Compiled by Dawn Wolfe Gutterman
Equality foes turn focus to marriage ban
AUGUSTA, Maine – A day after Maine voters decided to keep the state’s gay rights law on the books, the losing side said its main focus now will be to pass a state constitutional amendment to ban equal marriage rights.
Voters on Nov. 8 made Maine the last New England state to bar discrimination based on sexual orientation.
Pastors argue for marriage ban
EDEN PRAIRIE, Minn. – As pastors from around Minnesota gathered Nov. 10 to strategize in favor of a state ban on equal marriage rights, other church groups protested outside.
The summit was convened by the Minnesota Family Council, the chief backer of a proposed constitutional amendment that would ban legal recognition of marriage and civil unions for gays.
About 75 opponents of the amendment protested outside the event, including pastors and congregants from a number of Twin Cities churches.
Supporters of the equal marriage ban said they hope that the political mobilization of pastors doesn’t end, and mentioned pushing for tougher divorce laws in the state as a possible future cause.
Romney tones down anti-gay remarks
BOSTON – A day after he accused justices on the Supreme Judicial Court of legalizing equal marriage rights to please Òtheir like-minded friends in the communities they socialize in,Ó Gov. Mitt Romney on Nov. 11 sought to portray his comment as a generic criticism of their legal approach.
The Republican chief executive said the four justices who authored the 2003 majority opinion were not so much reflecting the views of their particular social circles, but of the community at-large. Instead, he argued, they should have rooted their opinion not in public opinion, but precedent and the four corners of the state constitution.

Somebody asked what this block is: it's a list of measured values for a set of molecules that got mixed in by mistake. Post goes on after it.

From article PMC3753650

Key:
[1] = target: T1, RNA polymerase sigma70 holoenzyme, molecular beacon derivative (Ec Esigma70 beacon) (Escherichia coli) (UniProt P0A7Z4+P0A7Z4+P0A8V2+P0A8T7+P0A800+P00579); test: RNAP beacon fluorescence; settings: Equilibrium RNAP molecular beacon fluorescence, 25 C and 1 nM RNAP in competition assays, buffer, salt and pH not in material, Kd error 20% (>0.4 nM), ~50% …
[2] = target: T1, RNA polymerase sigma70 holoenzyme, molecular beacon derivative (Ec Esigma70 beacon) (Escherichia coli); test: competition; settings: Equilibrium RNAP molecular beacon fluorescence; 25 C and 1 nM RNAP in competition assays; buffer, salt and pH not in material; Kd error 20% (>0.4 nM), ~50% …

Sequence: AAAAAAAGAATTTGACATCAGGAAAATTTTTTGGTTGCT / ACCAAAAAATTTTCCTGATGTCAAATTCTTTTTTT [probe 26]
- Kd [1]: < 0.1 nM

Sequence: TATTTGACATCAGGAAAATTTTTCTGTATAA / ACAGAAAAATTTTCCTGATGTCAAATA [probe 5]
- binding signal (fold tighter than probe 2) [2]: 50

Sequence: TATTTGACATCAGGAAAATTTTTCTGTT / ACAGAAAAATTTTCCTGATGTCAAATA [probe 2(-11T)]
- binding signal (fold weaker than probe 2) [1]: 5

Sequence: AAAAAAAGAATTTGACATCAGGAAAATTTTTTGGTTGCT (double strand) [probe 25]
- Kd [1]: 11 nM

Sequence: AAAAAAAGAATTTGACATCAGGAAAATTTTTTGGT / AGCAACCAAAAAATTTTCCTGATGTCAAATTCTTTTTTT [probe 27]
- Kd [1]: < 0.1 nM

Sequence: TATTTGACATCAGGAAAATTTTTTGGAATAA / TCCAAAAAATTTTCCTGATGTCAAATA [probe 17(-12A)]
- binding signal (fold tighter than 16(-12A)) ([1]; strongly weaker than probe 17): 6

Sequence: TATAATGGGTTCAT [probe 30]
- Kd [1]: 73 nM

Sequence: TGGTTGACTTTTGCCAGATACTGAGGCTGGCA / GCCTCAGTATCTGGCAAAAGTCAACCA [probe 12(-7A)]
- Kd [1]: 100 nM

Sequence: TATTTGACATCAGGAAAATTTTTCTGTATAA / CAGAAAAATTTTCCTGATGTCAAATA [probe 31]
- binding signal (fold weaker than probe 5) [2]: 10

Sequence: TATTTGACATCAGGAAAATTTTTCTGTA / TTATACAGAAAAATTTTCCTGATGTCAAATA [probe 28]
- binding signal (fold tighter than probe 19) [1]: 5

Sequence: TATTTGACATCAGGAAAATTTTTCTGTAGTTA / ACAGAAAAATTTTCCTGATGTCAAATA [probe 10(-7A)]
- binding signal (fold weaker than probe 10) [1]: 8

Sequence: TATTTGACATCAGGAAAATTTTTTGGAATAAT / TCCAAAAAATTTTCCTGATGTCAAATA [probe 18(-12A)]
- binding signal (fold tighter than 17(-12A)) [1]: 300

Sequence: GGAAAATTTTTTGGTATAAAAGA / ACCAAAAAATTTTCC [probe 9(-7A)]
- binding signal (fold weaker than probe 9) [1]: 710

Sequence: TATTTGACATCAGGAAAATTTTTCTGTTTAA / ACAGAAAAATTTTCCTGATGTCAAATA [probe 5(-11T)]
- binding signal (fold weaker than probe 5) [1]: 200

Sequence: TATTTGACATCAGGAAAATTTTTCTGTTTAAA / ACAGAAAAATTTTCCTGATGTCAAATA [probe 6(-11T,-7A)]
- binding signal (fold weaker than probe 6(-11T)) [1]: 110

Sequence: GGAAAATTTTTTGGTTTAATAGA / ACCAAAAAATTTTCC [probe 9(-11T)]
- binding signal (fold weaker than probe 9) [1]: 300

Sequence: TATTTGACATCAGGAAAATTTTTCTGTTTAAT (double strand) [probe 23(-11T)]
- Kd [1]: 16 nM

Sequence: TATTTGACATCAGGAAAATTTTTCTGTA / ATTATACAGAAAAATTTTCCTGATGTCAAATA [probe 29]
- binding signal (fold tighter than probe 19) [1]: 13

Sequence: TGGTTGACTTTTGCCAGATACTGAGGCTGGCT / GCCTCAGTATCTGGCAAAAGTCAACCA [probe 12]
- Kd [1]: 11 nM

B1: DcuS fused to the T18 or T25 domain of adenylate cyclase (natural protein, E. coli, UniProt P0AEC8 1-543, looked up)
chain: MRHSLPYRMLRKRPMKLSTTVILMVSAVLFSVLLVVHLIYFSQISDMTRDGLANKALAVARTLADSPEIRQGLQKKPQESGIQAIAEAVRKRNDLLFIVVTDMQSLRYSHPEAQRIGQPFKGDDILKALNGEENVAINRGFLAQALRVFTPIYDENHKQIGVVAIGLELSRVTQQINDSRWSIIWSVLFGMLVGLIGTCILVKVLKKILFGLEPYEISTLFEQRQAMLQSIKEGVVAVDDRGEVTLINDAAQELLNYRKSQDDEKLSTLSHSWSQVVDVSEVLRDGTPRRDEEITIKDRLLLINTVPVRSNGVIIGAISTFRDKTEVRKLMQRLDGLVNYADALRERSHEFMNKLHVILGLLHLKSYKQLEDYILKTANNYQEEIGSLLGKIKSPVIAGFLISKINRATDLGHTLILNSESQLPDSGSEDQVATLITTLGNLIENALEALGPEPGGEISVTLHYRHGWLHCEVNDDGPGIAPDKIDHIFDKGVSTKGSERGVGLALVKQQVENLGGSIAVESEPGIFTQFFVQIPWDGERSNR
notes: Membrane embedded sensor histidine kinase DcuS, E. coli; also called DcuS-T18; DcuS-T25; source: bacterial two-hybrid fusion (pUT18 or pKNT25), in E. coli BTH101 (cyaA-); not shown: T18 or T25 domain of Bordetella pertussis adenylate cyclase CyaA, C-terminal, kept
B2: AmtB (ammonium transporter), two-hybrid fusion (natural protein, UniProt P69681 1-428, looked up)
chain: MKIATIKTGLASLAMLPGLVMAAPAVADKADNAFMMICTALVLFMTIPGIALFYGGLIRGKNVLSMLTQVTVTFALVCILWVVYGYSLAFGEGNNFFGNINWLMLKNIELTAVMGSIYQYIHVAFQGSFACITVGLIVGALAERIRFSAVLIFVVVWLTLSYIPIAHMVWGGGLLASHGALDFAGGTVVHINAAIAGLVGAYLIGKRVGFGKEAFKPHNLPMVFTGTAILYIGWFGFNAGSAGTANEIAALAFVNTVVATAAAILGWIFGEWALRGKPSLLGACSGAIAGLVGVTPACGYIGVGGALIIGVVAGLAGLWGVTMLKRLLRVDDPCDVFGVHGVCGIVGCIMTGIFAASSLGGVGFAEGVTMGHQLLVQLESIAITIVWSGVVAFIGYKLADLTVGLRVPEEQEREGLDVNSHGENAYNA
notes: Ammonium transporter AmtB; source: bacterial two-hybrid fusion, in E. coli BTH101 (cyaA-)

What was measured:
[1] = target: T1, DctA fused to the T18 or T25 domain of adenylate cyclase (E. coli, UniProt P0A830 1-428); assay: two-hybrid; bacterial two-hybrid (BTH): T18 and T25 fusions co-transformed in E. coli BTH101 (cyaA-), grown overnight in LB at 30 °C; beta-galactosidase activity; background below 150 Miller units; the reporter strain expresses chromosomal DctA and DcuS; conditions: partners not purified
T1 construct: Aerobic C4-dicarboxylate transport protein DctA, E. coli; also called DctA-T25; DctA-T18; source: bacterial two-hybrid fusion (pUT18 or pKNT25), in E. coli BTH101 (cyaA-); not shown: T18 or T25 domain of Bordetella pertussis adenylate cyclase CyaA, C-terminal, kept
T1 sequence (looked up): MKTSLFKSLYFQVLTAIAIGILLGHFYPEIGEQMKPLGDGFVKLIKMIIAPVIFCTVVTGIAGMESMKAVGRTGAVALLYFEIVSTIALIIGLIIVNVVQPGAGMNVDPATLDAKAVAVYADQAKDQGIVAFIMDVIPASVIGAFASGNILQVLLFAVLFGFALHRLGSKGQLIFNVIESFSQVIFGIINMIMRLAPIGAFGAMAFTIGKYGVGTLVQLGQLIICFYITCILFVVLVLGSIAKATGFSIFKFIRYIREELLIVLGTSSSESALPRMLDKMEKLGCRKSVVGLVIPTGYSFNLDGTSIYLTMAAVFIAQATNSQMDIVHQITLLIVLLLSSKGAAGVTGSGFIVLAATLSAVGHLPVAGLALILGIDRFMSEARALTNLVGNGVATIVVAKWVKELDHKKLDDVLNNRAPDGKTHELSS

Romney’s remarks prompted a rebuttal from Attorney General Tom Reilly, a candidate for next year’s Democratic gubernatorial nomination. He accused the governor of continuing a pattern of denigrating Massachusetts to out-of-state audiences, and of playing up to conservative audiences to advance a possible presidential run in 2008.
Councilman in Ohio ousted over domestic registry fight
CLEVELAND HEIGHTS, Ohio – A city council member who fought against the nation’s first voter-approved domestic partner registry has lost a bid for re-election to a candidate who is openly gay.
The Rev. Jimmie Hicks Jr. lost the Nov. 8 election to Mark Tumeo.
Hicks sued to block the creation the city’s domestic partner registry, which recognizes gay and unmarried heterosexual couples but gives no legal status or marriage rights. It was approved by voters in 2003 and ruled constitutional by a Cuyahoga County judge.
In July, the 8th Ohio District Court of Appeals upheld the ruling, but not before the city spent more than $100,000 to fight Hicks’ lawsuit.
Judge throws out charge against gay man who stabbed attacker
PHILADELPHIA – A judge threw out a manslaughter charge against a young man who fatally stabbed a teenager who allegedly attacked him because he is gay.
Municipal Judge Gerard Kosinski also ordered 21-year-old Lucas Dawson released from jail.
Dawson told police that seven people began taunting him, chasing him down and beating him as he walked to catch a bus in October. He said he pulled out a small knife and waved it, but when Gerald Knight, 17, punched him, he stabbed him in the chest.
The Assistant District Attorney had not decided if she would appeal.
Gay student group disbands over Baptist controversy